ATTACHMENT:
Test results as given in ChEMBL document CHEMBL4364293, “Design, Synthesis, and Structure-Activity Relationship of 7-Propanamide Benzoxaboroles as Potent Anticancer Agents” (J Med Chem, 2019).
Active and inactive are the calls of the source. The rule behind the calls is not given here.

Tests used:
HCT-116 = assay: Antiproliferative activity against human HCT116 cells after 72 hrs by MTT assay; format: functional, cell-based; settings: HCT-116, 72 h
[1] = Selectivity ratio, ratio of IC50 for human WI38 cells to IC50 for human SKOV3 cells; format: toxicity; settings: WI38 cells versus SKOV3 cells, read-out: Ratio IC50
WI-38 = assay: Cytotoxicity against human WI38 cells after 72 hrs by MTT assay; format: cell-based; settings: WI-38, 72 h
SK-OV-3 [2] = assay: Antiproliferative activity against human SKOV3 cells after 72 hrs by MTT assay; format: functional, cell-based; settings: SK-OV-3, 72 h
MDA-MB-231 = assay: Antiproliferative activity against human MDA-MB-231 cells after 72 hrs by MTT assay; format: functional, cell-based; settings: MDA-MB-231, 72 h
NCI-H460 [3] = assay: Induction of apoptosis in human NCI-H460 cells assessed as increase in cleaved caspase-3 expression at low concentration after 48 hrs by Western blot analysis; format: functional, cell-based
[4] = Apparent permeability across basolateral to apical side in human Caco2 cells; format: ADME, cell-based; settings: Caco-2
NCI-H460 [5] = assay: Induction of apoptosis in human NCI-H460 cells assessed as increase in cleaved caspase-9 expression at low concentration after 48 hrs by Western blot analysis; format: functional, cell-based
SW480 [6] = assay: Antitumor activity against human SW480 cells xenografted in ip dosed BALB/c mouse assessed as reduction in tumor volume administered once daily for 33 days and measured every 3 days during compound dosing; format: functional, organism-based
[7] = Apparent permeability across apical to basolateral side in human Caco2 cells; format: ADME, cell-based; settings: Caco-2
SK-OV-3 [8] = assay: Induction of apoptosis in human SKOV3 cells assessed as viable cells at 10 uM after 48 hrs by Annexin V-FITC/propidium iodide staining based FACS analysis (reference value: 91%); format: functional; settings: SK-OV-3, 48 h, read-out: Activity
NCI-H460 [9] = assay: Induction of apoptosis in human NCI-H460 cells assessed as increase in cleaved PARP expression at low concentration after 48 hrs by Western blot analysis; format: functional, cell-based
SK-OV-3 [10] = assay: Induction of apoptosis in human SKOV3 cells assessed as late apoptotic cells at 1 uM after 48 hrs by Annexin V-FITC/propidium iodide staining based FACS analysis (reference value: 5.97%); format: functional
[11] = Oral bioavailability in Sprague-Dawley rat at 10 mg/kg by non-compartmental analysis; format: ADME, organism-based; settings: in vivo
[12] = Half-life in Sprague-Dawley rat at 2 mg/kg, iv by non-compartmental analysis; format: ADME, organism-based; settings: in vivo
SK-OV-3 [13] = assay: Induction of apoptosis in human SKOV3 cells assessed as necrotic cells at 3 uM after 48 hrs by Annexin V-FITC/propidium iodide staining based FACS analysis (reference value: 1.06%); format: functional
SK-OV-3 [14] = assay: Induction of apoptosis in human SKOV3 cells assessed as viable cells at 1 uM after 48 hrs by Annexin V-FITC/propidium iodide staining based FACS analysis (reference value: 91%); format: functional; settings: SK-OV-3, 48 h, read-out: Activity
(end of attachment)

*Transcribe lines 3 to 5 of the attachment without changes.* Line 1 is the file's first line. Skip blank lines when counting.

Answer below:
Tests used:
HCT-116 = assay: Antiproliferative activity against human HCT116 cells after 72 hrs by MTT assay; format: functional, cell-based; settings: HCT-116, 72 h
[1] = Selectivity ratio, ratio of IC50 for human WI38 cells to IC50 for human SKOV3 cells; format: toxicity; settings: WI38 cells versus SKOV3 cells, read-out: Ratio IC50